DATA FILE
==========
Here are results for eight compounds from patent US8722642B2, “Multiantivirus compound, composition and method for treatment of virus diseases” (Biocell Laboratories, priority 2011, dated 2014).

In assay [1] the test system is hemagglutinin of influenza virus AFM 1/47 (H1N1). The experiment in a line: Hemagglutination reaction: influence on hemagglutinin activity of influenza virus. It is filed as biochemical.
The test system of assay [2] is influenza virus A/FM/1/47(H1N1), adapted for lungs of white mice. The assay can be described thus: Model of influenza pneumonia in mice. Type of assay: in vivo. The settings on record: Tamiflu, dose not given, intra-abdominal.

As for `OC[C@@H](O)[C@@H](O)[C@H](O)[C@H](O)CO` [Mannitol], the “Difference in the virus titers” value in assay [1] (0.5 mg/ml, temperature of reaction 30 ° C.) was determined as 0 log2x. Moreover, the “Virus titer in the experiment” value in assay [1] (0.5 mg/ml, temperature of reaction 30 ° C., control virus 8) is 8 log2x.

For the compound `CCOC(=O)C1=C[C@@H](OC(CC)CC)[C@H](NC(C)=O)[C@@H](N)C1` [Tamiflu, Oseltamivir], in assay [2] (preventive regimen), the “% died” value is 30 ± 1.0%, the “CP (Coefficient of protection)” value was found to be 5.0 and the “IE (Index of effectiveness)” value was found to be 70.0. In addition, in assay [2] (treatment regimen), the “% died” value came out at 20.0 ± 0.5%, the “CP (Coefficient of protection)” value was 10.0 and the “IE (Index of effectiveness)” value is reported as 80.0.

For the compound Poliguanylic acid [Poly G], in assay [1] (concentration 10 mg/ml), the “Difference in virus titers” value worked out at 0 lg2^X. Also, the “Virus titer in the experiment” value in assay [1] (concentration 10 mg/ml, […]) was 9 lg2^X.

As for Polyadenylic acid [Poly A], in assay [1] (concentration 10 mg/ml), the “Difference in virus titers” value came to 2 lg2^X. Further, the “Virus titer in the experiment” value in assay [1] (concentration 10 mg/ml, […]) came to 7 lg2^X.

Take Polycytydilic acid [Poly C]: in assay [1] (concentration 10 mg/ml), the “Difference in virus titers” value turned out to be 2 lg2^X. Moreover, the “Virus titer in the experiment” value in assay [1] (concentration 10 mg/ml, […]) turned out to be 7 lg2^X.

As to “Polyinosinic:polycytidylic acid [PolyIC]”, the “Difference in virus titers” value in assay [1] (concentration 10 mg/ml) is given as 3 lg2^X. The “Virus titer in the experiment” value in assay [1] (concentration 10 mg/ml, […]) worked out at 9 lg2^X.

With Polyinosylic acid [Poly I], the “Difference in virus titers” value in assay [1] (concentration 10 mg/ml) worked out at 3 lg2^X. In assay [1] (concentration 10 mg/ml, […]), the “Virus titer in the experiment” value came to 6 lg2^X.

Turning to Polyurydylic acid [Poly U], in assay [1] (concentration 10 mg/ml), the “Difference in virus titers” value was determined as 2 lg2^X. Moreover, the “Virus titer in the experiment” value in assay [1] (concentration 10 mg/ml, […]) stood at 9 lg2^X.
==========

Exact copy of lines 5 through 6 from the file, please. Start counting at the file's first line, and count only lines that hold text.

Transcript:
For the compound `CCOC(=O)C1=C[C@@H](OC(CC)CC)[C@H](NC(C)=O)[C@@H](N)C1` [Tamiflu, Oseltamivir], in assay [2] (preventive regimen), the “% died” value is 30 ± 1.0%, the “CP (Coefficient of protection)” value was found to be 5.0 and the “IE (Index of effectiveness)” value was found to be 70.0. In addition, in assay [2] (treatment regimen), the “% died” value came out at 20.0 ± 0.5%, the “CP (Coefficient of protection)” value was 10.0 and the “IE (Index of effectiveness)” value is reported as 80.0.

For the compound Poliguanylic acid [Poly G], in assay [1] (concentration 10 mg/ml), the “Difference in virus titers” value worked out at 0 lg2^X. Also, the “Virus titer in the experiment” value in assay [1] (concentration 10 mg/ml, […]) was 9 lg2^X.